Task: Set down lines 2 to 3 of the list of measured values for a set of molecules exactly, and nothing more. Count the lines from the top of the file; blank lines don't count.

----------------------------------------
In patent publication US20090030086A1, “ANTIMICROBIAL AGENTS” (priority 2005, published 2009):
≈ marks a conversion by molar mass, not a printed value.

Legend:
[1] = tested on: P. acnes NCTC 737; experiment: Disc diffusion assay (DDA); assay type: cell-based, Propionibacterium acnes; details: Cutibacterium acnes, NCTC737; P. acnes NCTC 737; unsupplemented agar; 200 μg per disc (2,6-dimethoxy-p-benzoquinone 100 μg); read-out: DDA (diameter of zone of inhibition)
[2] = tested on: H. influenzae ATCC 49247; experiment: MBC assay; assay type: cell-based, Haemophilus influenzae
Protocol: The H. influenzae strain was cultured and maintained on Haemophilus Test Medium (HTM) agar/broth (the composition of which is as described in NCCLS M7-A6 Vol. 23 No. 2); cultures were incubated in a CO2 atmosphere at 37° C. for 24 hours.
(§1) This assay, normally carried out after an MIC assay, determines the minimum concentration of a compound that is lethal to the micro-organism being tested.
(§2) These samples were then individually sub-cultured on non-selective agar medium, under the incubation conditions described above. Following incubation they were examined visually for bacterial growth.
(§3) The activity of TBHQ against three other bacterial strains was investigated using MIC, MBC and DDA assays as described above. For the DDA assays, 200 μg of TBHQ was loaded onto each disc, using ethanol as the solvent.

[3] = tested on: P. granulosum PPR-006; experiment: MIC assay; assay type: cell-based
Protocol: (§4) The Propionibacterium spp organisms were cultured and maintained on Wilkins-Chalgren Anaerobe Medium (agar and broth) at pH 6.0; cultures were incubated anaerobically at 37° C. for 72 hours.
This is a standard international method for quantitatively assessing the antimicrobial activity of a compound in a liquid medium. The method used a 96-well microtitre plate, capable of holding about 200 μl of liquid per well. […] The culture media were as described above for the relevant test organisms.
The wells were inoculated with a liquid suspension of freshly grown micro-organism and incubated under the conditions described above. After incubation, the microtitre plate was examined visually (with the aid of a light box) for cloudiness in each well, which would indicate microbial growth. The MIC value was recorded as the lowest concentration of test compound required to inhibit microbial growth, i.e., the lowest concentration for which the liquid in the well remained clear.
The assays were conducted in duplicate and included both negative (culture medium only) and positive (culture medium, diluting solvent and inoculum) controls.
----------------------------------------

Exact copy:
≈ marks a conversion by molar mass, not a printed value.

Legend: